Paintings of knights in armour from Raphael in c 1502, through Ingres’ rescue of Angelica, to Arthurian legends and the Pre-Raphaelite movement.
Artegall and his iron servant Talus progress on his quest. They come across Amazons who, led by their queen, capture knights, put them in women’s clothes and force them to perform women’s work like spinning. This fate is in store for Artegall too.
Three to seven sisters who guard Hera’s golden apples in a land ‘to the west’, painted by Burne-Jones, Leighton, Turner, Sargent, and more.
One of the great technical challenges in painting, glassware has been used by young and aspiring artists to demonstrate their skills. Antonello and Cranach to Liotard’s pastels.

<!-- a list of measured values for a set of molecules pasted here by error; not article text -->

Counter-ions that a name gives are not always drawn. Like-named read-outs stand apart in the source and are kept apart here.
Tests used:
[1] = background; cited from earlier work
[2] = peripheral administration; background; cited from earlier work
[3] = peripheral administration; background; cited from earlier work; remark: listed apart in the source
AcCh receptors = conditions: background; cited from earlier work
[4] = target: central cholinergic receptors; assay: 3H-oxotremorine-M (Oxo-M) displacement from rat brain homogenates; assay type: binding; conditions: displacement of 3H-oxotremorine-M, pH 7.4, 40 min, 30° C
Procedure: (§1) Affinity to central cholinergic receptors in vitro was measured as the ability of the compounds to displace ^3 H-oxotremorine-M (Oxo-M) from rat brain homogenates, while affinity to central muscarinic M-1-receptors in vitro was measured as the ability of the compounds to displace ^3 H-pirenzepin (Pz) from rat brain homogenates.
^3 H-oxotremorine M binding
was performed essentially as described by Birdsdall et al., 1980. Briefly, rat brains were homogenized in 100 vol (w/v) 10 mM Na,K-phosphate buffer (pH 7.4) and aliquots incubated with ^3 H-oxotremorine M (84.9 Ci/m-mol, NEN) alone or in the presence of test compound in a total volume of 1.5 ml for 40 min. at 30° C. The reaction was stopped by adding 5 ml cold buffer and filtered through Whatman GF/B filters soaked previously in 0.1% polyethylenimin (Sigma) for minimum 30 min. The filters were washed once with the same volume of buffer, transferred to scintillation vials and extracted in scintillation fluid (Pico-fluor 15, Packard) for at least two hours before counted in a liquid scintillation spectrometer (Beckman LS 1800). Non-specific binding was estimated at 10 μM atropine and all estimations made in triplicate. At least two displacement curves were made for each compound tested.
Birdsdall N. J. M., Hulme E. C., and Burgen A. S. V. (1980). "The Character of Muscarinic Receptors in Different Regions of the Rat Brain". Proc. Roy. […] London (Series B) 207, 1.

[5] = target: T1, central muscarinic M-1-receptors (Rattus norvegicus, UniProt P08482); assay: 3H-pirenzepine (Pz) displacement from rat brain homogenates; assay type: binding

With a reputation for being an impulsive and rapid painter, evidence from IR reflectography shows how this painting evolved as it was being made.
How the term spinster came about, the thread of life, the feminisation of Hercules, and Velázquez’ baffling Las Hilanderas.
Great paintings by Botticelli, Bosch, Titian, Tintoretto, the Carraccis, and others, showing multiplex narrative.
The story of Bathsheba and King David involves adultery and murder, and ultimately the triumph of power not virtue. Early paintings up to Artemisia Gentileschi.
A puzzling painting of a lone woman, wrestling with inner turmoil; a trap laid by a dying Centaur; a king with a thing for Hercules, and his promotion to being a saint.
Some paintings which may not show the traditional story from the gospels, but which don’t contradict it.